Conclusion

    The Service Oriented Architecture initiative for companies using the diversification operating model should focus their efforts on a subset of 'innovative' businesses to prove the value of SOA, and then extend outward to other businesses.  At the same time, don't count on building for the enterprise.  Build "just enough" for each business to show value.  And remember: the sharing of information is not a key driver for SOA in this operating model.

  • Inside Architecture

    SOA in the Replication Model

    • 4 Comments

    This is fourth in a series on the impact of the business operating model on Service Oriented Architecture.  (see overview)

    Does IT choose the operating model?

    One bit if feedback that I've been getting about this series seems to stem from a fundamental misunderstanding of my intent.  I am not intending to offer a set of choices to Enterprise Architects. 

    I am not saying: look at your company and decide which model you need to use.

    I am saying: look at your company and try to understand which model the business has selected. 

    If an enterprise architect thinks that the company should change the model from where the business is at, he or she will need to go get the business to agree.  That is a difficult conversation and completely outside the scope of these posts.  Read the book. 

    In a nutshell: The operating model is not there for IT to choose.  It is there.  Cope with it.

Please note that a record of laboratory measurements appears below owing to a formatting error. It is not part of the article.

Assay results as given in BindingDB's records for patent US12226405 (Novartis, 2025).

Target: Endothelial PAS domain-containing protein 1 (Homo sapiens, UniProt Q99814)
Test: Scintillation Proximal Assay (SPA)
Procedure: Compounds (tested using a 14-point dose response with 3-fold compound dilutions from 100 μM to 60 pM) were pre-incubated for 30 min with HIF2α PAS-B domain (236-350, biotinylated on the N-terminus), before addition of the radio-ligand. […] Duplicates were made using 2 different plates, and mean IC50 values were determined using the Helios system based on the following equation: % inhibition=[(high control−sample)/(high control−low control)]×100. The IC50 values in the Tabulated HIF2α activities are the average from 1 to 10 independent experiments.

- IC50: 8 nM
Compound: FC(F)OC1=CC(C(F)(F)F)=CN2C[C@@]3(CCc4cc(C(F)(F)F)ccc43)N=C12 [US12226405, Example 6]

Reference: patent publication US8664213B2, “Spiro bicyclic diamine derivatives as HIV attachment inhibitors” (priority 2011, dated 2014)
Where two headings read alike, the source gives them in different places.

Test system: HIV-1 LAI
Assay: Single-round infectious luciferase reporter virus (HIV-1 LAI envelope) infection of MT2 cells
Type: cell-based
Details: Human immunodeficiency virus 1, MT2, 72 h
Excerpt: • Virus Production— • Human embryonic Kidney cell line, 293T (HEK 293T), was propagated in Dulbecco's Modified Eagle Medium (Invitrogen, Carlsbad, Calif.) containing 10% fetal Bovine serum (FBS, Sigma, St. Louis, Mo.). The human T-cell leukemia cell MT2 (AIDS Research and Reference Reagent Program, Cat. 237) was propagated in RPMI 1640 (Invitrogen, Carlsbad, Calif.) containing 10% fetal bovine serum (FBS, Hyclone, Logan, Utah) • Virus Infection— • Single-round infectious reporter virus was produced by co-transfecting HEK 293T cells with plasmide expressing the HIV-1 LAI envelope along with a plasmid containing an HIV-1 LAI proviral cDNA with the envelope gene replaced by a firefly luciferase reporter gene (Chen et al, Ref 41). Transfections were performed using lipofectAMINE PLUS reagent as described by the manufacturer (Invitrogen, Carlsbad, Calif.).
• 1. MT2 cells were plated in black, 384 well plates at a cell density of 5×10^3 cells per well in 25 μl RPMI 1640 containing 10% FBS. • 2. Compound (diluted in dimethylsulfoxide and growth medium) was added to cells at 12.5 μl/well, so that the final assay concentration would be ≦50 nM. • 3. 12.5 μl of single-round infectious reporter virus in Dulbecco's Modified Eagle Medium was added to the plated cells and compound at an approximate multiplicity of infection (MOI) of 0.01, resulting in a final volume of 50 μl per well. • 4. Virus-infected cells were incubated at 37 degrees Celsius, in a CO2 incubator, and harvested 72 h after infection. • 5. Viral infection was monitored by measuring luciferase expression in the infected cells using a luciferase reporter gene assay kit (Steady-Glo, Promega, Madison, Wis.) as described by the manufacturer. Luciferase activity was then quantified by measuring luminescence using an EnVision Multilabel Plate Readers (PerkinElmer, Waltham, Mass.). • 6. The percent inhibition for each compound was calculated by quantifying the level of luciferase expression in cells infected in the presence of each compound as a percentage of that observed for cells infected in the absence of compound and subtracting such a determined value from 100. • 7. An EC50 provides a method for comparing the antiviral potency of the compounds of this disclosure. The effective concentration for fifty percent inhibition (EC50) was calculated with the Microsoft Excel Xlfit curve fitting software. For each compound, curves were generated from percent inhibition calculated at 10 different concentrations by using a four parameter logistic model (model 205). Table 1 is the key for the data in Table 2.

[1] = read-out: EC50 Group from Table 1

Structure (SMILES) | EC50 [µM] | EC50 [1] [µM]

The Replication Operating Model

    "Replication model [companies] grant autonomy to business units but run operations in a highly standardized fashion.  In a replication model, the company's success is dependent on efficient, repeatable business processes rather than on shared customer relationships. [...] Business unit managers have limited discretion over business process design, even though they operate independently of other business units." (Enterprise Architecture As Strategy, by Ross, Weill, and Robertson)

    I illustrate this model as follows.  (I described how to read these images in a prior post).

    operational models replication

    Companies that use a Replication model encourage innovation in their business units but require common processes to create consistency and reduce costs.   Some attributes:

    1. Small centralized management environment
    2. Company grows through creating new operating businesses to serve different customers (often geographically). 
    3. Process standardization keeps costs low, allows for rapid creation of new operating businesses.
    4. Excellent delivery of a small number of product offerings.

    One example that Ross uses is the direct banking business of ING-Direct.  Another example would be a franchise operation like McDonalds, but we will stick with the notion of replication in retail banking because it is more interesting from an IT standpoint.

    IT in the Replication Operating model

    For those folks new to this series: The operating model is the single largest driver of decisions in your SOA.  The impact of the model starts with the business, extends through business funding of IT, and into the architecture, design, and complexity of the IT ecosystem. 

    In a company based on the replication model, the following situations are typical:

    • Replicated enterprise systems - Large IT systems may be used to reinforce the centralized nature of business process in these companies.  It is not uncommon to see a similarly configured ERP system in each operating business unit, managing a wide array of core functions, including HR, manufacturing, customer relationship management, and financial management.